That is actually quite interesting. As I mentioned in the Factory Method analysis post, I like the notion of using Factory Delegate (and thus avoiding subclassing) quite a lot. This is usually useful for behavioral objects, that contains little state (it would be more accurate to say that their state is behavior, such as a class that mostly contains delegate members for different things). But for those sort of things, you usually don’t really need to modify them after the fact, so there isn’t much of a prototype here.

The second reasoning is not relevant for most things today. The cost of new is so near zero to be effectively meaningless.

But something that isn’t mentioned about this pattern is that it is very useful for multi threading. The notion of being able to handle a cloned object that can be modified independently of its original is key in things like caches, as you can see in the code above. We make heavy use of that internally inside RavenDB, for example, although we choose a slight more complex (and performant) route.

A key observation about this is that Prototype assumes long lives objects. Because otherwise, there wouldn’t be the prototype instance to clone from. In wide variety of applications today, that is simply not the case. Most of our objects live only for a single request. And anything whose lifetime is longer than a single request is usually persisted to a stable storage, rendering the basis for the Prototype pattern existence moot.

Recommendation: This is still a useful pattern for a limited number of scenarios. In particular, the ability to hand out a copy of the instance from a cache means that we don’t have to worry about multi threading. That said, beyond this scenario, I haven’t found many other uses for this.

Design patterns in the test of time: Factory Method

Define an interface for creating an object, but let the classes that implement the interface decide which class to instantiate. The Factory method lets a class defer instantiation to subclasses.

More on this pattern.

Here is some sample code:

   1: public class MazeGame {
   2:   public MazeGame() {
   3:      Room room1 = MakeRoom();
   4:      Room room2 = MakeRoom();
   5:      room1.Connect(room2);
   6:      AddRoom(room1);
   7:      AddRoom(room2);
   8:   }
   9:  
  10:   protected virtual Room MakeRoom() {
  11:      return new OrdinaryRoom();
  12:   }
  13: }

This pattern is quite useful, and is in fairly moderate use. For example, you can take a look at WebClient.GetWebRequest, which is an exact implementation of this pattern. I like this pattern because this allows me to keep the Open Closed Principle, I don’t need to modify the class, I can just inherit and override it to change things.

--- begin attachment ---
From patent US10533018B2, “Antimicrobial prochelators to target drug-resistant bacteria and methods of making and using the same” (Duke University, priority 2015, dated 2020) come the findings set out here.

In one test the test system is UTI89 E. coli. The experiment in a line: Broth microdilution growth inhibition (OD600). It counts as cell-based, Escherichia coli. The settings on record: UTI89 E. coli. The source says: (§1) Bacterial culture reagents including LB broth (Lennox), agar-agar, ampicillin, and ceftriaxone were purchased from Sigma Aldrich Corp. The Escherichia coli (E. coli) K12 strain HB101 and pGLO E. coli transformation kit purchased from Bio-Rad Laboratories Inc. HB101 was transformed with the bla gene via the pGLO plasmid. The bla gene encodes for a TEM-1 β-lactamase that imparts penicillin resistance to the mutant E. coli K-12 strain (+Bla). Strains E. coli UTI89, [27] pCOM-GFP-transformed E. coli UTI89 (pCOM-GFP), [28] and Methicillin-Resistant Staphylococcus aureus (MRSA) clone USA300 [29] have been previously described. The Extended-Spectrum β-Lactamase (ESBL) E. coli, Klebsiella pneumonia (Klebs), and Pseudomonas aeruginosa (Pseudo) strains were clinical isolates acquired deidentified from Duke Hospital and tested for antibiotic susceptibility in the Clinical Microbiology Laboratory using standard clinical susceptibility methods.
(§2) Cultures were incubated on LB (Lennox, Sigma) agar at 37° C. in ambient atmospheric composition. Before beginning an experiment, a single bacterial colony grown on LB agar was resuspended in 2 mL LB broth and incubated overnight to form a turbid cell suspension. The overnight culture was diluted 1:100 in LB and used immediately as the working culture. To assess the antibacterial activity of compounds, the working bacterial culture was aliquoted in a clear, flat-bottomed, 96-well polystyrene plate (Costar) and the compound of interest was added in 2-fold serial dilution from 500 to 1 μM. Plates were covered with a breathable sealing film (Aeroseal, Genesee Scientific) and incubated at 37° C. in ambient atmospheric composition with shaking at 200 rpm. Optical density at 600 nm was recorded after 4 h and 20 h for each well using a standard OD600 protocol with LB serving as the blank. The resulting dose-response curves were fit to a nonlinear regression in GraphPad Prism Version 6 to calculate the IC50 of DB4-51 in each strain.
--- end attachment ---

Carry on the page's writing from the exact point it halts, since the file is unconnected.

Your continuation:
Still, this is the class method. I like to mix things up a bit and not use a virtual method, instead, I do things like this:

   1: public class MazeGame {
   2:    public Func<Room> MakeRoom = () => new OrdinaryRoom();
   3: }

This allows me change how we are creating the room without even having to create a new subclass. In fact, it allows me to change this per instance.

I make quite a heavy use of this in RavenDB, for example. The DocumentConventions class is basically built of nothing else.

Recommendation: Go for the lightweight Factory Delegate approach. As with all patterns, use with caution and watch for overuse & abuse. In particular, if you need to manage state between multiple delegate, fall back to the overriding approach, because you can keep the state in the subclass.

Design patterns in the test of time: Builder

The intent of the Builder design pattern is to separate the construction of a complex object from its representation. By doing so, the same construction process can create different representations.

More about this pattern.

The sample code that usually comes with this pattern is something like this:

   1: PizzaBuilder hawaiianPizzaBuilder = new HawaiianPizzaBuilder();
   2: Cook cook = new Cook();
   3: cook.SetPizzaBuilder(hawaiianPizzaBuilder);
   4: cook.ConstructPizza();
   5: // create the product
   6: Pizza hawaiian = cook.GetPizza();

I find this sort of code to be extremely verbose and hard to read. Especially when we have a lot of options and things to do. Fluent Interfaces, however, are just an instance of the Builder pattern, and they are basically adding a modern API look & feel to the way we are actually constructing objects. Another thing to remember is that we are dealing with C#, and we have things like object initializers to do a lot of the heavy lifting for building objects. You should use that, for most cases.

NHibernate, for example, has the notion of a Builder, using the NHibernate.Cfg.Configuration object. It allows us to put all of the construction / validation code in one spot, and then the actual runtime code in a different place (and can assume a lot about its invariants). It also allows to do a lot of interesting things, like serializing the builder object (to save building time), which is something that you usually can’t / hard to do with real objects.

That said, you should be careful of code like the one listed above .What you have there is an overly abstract system. Requiring multiple steps to just get somewhere. If you find yourself feeding builders into builders, please stop and think about what you are doing. If you got there, you have not simplified the construction process.

Recommendation: This is still a very useful pattern. It should absolutely not be used if all you need to do is just setting some values. Reserve the Builder patterns where you actually have logic and behavior associated with the building process.